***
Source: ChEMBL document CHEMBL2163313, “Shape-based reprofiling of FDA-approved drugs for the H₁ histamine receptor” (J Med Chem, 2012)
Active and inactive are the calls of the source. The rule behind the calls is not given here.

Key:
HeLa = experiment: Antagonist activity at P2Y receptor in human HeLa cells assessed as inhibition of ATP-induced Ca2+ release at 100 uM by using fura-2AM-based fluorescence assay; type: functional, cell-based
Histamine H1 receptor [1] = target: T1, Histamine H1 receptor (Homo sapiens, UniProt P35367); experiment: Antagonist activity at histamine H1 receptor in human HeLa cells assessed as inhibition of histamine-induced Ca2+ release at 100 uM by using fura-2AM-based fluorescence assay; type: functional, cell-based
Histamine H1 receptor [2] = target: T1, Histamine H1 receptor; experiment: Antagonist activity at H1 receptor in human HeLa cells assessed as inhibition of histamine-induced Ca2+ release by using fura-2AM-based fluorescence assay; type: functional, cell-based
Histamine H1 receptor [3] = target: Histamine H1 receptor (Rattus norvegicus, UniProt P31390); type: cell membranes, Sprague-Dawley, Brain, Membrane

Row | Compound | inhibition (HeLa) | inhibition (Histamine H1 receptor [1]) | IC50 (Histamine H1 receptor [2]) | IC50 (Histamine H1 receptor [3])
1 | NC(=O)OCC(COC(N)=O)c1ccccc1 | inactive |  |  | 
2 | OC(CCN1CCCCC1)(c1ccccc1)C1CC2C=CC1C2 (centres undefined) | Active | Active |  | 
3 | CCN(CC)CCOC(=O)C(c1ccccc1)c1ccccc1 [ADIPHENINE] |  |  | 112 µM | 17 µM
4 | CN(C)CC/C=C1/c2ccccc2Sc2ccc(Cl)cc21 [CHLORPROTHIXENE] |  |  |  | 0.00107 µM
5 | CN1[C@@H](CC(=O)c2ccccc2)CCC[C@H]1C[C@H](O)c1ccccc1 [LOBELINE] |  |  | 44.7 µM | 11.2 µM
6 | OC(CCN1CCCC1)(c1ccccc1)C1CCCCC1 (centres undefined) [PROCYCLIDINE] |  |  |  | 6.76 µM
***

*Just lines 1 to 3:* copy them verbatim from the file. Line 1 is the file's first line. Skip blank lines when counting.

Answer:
Source: ChEMBL document CHEMBL2163313, “Shape-based reprofiling of FDA-approved drugs for the H₁ histamine receptor” (J Med Chem, 2012)
Active and inactive are the calls of the source. The rule behind the calls is not given here.

Key: